By Sam Mossman
I reckon that the most important fish in the ocean is the one on the end of your line, and I have pretty much made a cottage industry out of promoting a sportfishing approach to catching the smaller fish species.
Two of the most dynamic and exciting species to catch in the light tackle arena are skipjack and albacore. There are other small tuna species in New Zealand waters, such as slender tuna and bullet tuna, but these are uncommon. Albacore and skipjack are extremely fast, stubborn yet clean fighters and a lot easier to come by than larger gamefish like marlin, yellowfin or bluefin. Scale down your gear to the proportions of these smaller fish and you have gamefishing in microcosm, just as exciting and challenging as taking on the big fish on heavier tackle.

Skipjack tuna

Kilo for kilo, skipjack are one of the more powerful fish in the sea. Their huge amount of red swimming muscle has a lot to do with this, as has the skipjack’s blast-furnace metabolism. It is thought that skipjack live for only four years, reaching spawning age by year two. Skipjack are phenomenal breeders. An average female skipjack can produce around a million eggs a day, and it seems that they spawn almost every day for months on end.
Skipjack can maintain a body temperature as high as 15°C above the surrounding water, giving them big advantages over other small predators. An average skipjack in our waters weighs around three kilos, and although the world all-tackle record is 21kg (caught off Spain), anything approaching double digits (kg) is rare here. Still wrongly called ‘bonito’ by some, skipjack are easily recognised by the distinctive dark stripes on their bellies. They are found in all the world’s major oceans in water temperatures ranging from 15°C to over 30°C. The main schools usually arrive in New Zealand waters around December, and may linger through to May, with occasional fish caught even in winter months in the north. This tuna is internationally heavily fished, commercially, by purseseine and pole boats, which take over a million tonnes of them each year. Most of this is canned.
Skipjack approaching double figures are not common. This one jumped a marlin lure near Mayor Island.


Although they are no slouches, albacore do not generate the same horsepower as skipjack. This is partly because they have a lot less red muscle. Albacore is well known as a ‘white meat tuna’ and is, to most European palates at least, a better table fish than skipjack. Their identifier is their greatly elongated pectoral fins, giving them the moniker ‘longfin tuna’ in some parts of the world.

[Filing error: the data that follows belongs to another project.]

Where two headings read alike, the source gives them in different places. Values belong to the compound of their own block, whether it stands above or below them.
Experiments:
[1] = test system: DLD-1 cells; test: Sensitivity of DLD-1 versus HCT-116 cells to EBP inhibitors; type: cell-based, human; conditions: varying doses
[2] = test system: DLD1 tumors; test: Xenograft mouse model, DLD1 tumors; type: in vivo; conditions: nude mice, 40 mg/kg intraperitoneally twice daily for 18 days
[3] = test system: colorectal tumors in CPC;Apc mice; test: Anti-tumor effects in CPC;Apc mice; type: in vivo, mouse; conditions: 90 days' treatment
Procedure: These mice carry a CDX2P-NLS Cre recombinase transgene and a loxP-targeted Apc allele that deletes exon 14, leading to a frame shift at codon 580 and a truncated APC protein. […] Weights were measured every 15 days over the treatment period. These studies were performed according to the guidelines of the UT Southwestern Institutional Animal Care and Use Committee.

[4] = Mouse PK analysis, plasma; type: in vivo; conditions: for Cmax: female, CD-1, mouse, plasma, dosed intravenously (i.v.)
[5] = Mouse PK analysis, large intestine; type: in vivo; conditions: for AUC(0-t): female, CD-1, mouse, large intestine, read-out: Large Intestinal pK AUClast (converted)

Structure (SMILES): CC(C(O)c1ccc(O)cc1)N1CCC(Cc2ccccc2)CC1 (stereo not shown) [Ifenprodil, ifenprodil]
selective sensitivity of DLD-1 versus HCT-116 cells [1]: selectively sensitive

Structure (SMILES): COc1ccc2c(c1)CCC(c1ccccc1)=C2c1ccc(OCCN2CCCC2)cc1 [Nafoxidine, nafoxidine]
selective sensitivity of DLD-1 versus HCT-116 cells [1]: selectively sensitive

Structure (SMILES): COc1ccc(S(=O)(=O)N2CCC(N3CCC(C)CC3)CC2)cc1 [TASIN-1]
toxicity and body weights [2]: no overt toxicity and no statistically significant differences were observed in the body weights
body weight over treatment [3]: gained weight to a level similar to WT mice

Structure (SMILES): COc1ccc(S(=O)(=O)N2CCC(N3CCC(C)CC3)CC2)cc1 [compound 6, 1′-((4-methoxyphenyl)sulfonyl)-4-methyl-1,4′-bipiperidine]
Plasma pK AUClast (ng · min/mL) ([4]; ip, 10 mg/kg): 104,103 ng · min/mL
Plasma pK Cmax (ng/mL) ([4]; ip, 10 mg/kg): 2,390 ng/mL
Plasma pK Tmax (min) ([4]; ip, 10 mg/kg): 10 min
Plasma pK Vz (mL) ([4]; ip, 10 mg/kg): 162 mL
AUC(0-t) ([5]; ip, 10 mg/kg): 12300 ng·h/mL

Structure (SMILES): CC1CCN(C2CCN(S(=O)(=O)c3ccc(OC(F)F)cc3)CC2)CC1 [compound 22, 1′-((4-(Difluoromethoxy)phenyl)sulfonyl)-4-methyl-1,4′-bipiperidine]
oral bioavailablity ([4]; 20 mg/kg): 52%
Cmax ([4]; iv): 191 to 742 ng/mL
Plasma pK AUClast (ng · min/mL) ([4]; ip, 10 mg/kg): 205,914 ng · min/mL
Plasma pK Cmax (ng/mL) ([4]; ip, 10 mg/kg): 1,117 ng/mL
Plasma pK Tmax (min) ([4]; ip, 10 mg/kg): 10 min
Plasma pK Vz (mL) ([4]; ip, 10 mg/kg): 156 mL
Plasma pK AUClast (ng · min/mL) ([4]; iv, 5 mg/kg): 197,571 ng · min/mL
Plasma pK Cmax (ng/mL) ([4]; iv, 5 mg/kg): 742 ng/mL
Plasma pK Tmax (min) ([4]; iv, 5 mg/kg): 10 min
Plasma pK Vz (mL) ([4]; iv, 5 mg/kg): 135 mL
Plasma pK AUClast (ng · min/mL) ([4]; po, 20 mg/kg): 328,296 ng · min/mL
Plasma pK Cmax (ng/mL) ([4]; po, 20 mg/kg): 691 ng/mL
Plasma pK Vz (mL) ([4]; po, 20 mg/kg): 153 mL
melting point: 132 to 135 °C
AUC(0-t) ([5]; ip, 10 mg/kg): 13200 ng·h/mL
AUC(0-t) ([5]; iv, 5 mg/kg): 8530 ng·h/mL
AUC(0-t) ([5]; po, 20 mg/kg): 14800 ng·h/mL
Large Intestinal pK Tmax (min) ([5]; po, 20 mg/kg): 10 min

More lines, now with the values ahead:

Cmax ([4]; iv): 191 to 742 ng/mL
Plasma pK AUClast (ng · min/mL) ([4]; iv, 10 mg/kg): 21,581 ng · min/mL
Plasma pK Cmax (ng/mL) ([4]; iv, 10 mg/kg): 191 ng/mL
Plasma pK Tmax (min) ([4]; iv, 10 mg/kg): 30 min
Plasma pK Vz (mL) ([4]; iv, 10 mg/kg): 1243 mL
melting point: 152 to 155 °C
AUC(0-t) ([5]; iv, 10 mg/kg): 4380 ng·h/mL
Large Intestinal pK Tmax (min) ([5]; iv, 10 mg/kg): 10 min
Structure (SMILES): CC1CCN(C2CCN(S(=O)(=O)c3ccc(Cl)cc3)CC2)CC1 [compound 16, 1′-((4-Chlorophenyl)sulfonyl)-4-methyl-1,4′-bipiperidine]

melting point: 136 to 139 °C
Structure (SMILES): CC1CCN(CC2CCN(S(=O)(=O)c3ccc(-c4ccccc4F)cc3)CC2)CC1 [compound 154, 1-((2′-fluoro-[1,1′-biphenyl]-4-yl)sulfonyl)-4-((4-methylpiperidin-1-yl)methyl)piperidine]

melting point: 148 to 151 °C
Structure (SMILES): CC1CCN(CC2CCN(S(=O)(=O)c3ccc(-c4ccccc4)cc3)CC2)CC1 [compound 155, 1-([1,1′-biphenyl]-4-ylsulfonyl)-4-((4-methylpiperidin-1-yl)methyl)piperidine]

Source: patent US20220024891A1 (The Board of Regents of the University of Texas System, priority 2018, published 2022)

A big albacore taken jigging during the Bay of Plenty ‘winter run’.
They, too, are spread widely through the world’s oceans but seem to have a slower metabolic rate and greater temperature tolerance than their high-speed cousins. I have caught them in water temperatures ranging from 13-20°C in waters from Fiordland to the Three Kings Islands. They have apparently been caught in temperatures as low as 2°C!
Albacore captures vary from occasional tiny half-kilo specimens up to fish of around 25kg on rod and reel in local waters. The all-tackle world record is 40kg (again, Spain) and as a general observation, the cooler and deeper the water, the bigger the fish. We have caught some decent ones off Fiordland while trolling for bluefin in 16-degree water, and fish of over 20kg are caught in the Bay of Plenty in mid-winter, although this ‘run’ is a hit-andmiss affair. In the past, these fish were targeted at this time, but are now a welcome bycatch of boats chasing southern bluefin tuna in winter months.

Fishing for small tuna

There are a number of ways to target the small tuna species, but they have one thing in common – these speedsters can be easily targeted on light tackle as they are clean fighting. If the angler is patient and skilled, the tackle is good quality, and the rigging is up to standard, the only real risk of losing them is by having them taken by a shark or other predator.
Small tuna, like their larger cousins, have excellent eyesight, so rigging gear with light, neutrally coloured leaders will lift the strike rate in most circumstances. Heavy leaders may scrape by when they are partly hidden by the boat’s wake, visibility is poor, or the fish are in a feeding frenzy.
If using lures, ‘matching the hatch’ – using a lure close to the size and shape of what the tuna are feeding on – may also be important.
Speed is sometimes an important factor, too. These small tuna feed at speed, and troll or retrieve speeds of lures need to be fast to trigger a strike. The contradiction is that sometimes small tuna (particularly albacore) will take stationary or slowly sinking lures or baits.
The small tuna. These are more typical-sized albacore and skipjack from Hawkes Bay waters.


For the average angler, trolling is the easiest system to use. A small (8-10cm) skirted lure rigged on a 24kg clear monofilament trace and trolled on any reasonable rig will do the job. My all-time favourites are either pink squid, ‘zucchini’, or ‘Xmas tree’ lures with weighted bullet heads. Many other colours and styles will work, including plastic squid, trolled flies and small minnow-type lures such as Halco Lazers and Rapalas.
Daisy chain rigs are very effective on small tuna. A fallback for shy tuna in calm conditions is the clear end snapped off a cheap ballpoint pen. The line is run through the middle and a smallish hook attached, the shank of which fits inside. This is a reasonable imitation of a larval baitfish.